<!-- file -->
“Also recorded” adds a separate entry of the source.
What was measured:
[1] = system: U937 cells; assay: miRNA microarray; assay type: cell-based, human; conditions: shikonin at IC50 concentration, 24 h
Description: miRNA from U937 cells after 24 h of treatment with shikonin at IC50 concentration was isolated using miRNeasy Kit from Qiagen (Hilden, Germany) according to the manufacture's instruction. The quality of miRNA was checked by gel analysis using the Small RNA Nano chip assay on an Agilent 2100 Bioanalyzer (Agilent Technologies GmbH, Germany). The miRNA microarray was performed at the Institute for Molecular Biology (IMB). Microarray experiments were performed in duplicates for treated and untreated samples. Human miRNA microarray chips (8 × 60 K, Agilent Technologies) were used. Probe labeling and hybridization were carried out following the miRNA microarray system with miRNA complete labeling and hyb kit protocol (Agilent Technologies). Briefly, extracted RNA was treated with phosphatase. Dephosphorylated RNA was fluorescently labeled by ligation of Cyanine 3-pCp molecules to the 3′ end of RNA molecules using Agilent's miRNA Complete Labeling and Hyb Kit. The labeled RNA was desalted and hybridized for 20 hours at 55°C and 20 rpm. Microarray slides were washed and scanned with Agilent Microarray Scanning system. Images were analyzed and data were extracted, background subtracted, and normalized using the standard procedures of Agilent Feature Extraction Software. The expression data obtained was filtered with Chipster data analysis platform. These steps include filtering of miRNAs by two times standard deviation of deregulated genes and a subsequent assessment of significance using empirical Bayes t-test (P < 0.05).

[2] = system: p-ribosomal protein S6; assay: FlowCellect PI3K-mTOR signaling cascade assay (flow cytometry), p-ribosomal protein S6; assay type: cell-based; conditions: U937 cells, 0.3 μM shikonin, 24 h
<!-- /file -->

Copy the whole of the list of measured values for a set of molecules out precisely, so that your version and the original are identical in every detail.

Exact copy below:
“Also recorded” adds a separate entry of the source.
What was measured:
[1] = system: U937 cells; assay: miRNA microarray; assay type: cell-based, human; conditions: shikonin at IC50 concentration, 24 h
Description: miRNA from U937 cells after 24 h of treatment with shikonin at IC50 concentration was isolated using miRNeasy Kit from Qiagen (Hilden, Germany) according to the manufacture's instruction. The quality of miRNA was checked by gel analysis using the Small RNA Nano chip assay on an Agilent 2100 Bioanalyzer (Agilent Technologies GmbH, Germany). The miRNA microarray was performed at the Institute for Molecular Biology (IMB). Microarray experiments were performed in duplicates for treated and untreated samples. Human miRNA microarray chips (8 × 60 K, Agilent Technologies) were used. Probe labeling and hybridization were carried out following the miRNA microarray system with miRNA complete labeling and hyb kit protocol (Agilent Technologies). Briefly, extracted RNA was treated with phosphatase. Dephosphorylated RNA was fluorescently labeled by ligation of Cyanine 3-pCp molecules to the 3′ end of RNA molecules using Agilent's miRNA Complete Labeling and Hyb Kit. The labeled RNA was desalted and hybridized for 20 hours at 55°C and 20 rpm. Microarray slides were washed and scanned with Agilent Microarray Scanning system. Images were analyzed and data were extracted, background subtracted, and normalized using the standard procedures of Agilent Feature Extraction Software. The expression data obtained was filtered with Chipster data analysis platform. These steps include filtering of miRNAs by two times standard deviation of deregulated genes and a subsequent assessment of significance using empirical Bayes t-test (P < 0.05).

[2] = system: p-ribosomal protein S6; assay: FlowCellect PI3K-mTOR signaling cascade assay (flow cytometry), p-ribosomal protein S6; assay type: cell-based; conditions: U937 cells, 0.3 μM shikonin, 24 h